The best farm-to-table dining experiences in Saudi

From oasis dining under the starlit sky, to zero-waste fine dining and experiencing authentic home-cooking that champions locally grown produce, here are eight places to try...

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In Saudi culture food and hospitality have been linked for centuries and the opportunity to feed a traveller or inviting a guest for a meal is a source of pride and honour.

The largest country in the Middle East, Saudi’s cuisine is incredibly diverse, reflecting the culture and ingredients found across its 13 provinces. From around the capital, to the desert in the northwest and down to the port town of Jeddah, a new generation of restaurants have begun to highlight the nation’s regional cuisine. They’re also embracing the farm-to-table philosophy using either Saudi sourced ingredients, or produce grown from local farms.


Tawlat Fayza, AlUla

Located in AlUla’s Old Town, eating at Tawlat Fayza is about as close as you’ll get to eating in a Saudi home. Upon entering you’ll immediately experience the essence of Saudi hospitality: qahwa (traditional Saudi coffee) and a date. After exploring the Old Town or walking along the oasis, Tawlat Fayza is the perfect place to taste authentic Saudi home cooking with many of the recipes being passed down from the co-owners’ grandmother. Their rooftop is an ideal spot to dine at sunset with views of AlUla’s oasis and rock formations. On nights when the sky is clear enough you can stargaze while enjoying your meal.


Indulge Thyself, Jeddah

Based in the picturesque port city of Jeddah, Indulge Thyself offers unique fine dining. The all-female team pride themselves on offering the first zero-waste fine dining experience not only in Saudi, but the Middle East. Using up to 95% of locally grown ingredients including herbs, flowers and vegetables from their own garden, their elegant and seasonal fusion menu incorporates international flavours from Japan to Ethiopia and of course, Saudi. When in season, you can even sample Saudi’s prized desert truffle. With several dinner experiences ranging between 5 to 8 courses, there’s a culinary experience for every taste.


Maiz, Diriyah

Located in the stunning dining quarter of Riyadh’s UNESCO World Heritage site, At-Turaif in Diriyah, at Maiz you can sample a modern and opulent take on Saudi cuisine. Enjoy a combination of flavours from across the Kingdom’s regions with fresh produce from local farms, as well as across the country. Get a true taste of Saudi grown lamb and beef, caviar direct from the country’s eastern province in Dammam, camel steak and fish from the Red Sea. For art and design lovers, you’ll appreciate the interior’s fusion of traditional with the contemporary, as well as the collection of works by local artisans.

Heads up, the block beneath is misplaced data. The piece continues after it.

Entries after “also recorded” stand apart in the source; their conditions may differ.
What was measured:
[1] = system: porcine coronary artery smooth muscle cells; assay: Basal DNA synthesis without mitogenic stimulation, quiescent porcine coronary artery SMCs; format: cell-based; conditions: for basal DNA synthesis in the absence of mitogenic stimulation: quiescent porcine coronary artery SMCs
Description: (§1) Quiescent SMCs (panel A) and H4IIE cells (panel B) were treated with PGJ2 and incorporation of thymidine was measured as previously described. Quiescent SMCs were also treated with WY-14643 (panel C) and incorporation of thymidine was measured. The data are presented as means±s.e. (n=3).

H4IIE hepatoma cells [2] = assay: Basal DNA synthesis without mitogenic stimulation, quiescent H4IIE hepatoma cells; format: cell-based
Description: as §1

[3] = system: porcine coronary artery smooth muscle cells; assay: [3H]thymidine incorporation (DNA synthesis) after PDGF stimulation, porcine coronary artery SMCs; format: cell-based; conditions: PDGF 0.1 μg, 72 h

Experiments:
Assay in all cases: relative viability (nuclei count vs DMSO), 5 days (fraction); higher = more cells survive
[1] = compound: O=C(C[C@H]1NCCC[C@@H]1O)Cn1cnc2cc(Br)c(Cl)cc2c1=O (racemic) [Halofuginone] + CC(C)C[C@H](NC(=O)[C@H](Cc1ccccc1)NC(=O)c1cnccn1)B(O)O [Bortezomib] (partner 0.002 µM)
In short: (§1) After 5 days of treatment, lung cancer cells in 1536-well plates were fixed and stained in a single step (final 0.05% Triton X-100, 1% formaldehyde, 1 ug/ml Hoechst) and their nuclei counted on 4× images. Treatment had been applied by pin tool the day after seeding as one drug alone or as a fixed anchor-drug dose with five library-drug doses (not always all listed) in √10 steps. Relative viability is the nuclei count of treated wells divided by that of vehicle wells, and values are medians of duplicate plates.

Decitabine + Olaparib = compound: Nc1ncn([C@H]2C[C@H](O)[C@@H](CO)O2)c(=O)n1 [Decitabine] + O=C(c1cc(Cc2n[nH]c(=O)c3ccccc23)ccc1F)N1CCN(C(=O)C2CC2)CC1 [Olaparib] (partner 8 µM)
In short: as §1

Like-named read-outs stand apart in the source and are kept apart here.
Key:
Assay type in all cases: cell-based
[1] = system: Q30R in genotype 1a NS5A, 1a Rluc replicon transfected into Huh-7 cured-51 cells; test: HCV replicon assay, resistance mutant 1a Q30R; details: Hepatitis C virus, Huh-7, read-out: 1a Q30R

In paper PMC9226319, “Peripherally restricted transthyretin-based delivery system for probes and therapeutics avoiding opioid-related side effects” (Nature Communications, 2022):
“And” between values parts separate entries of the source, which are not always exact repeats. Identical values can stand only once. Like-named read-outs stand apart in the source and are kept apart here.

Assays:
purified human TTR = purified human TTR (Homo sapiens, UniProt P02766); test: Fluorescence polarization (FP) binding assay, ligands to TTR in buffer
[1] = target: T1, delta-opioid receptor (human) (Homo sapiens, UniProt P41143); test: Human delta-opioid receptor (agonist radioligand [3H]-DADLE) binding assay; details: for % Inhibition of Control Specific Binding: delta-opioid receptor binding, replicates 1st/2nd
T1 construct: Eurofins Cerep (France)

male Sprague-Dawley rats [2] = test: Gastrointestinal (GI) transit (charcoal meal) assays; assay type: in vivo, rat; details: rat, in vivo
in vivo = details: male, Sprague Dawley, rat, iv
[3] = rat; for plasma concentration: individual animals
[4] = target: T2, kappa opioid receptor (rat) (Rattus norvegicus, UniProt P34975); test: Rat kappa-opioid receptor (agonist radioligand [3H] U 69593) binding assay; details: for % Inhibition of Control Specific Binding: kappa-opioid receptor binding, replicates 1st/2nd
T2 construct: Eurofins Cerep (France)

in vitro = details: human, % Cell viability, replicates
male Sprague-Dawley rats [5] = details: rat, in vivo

Marble, Riyadh

Dining at Marble in the Kingdom’s capital is recommended for meat lovers. The focus of this modern dining space is its open kitchen where you can watch your meat of choice being cooked over an open flame. Still relatively unknown to tourists, Marble is a favourite with locals for their US-influenced meat cooking techniques, including meat smoking. The restaurant is currently working towards being 100% farm-to-table by 2025 with all of their produce being either grown direct from their own farms or supplied through local producers. Open for lunch and dinner, Marble will soon be adding vegetarian and vegan dishes to their menu.


Heart of the Oasis, AlUla

Electricity-free, this candlelit restaurant is named for its location in the heart of the AlUla Oasis and is one of the most unique dining experiences in the area. Situated right near some of AlUla’s own farms, the alfresco space which is built around a refurbished mud-brick house will captivate you with only palms, mountain and sky views in sight. Open for lunch and dinner, Heart of the Oasis sources 100% of their ingredients, including meat, from the farms in AlUla.


Takya, Diriyah

Experience a modern twist on traditional and regional Saudi cuisine in the heart of Diryah’s dining terrace at Takya. This fusion restaurant is a sophisticated but peaceful spot to dine before or after you explore the nearby attractions. In true Saudi tradition, all the dishes are designed to share. An impressive 80% of the produce they use is organic and made with ingredients sourced from local producers including camel milk, olives, dates and rice. It is worth trying their oven-roasted camel bone marrow and their interpretation of saleeg, a traditional Saudi rice and meat dish.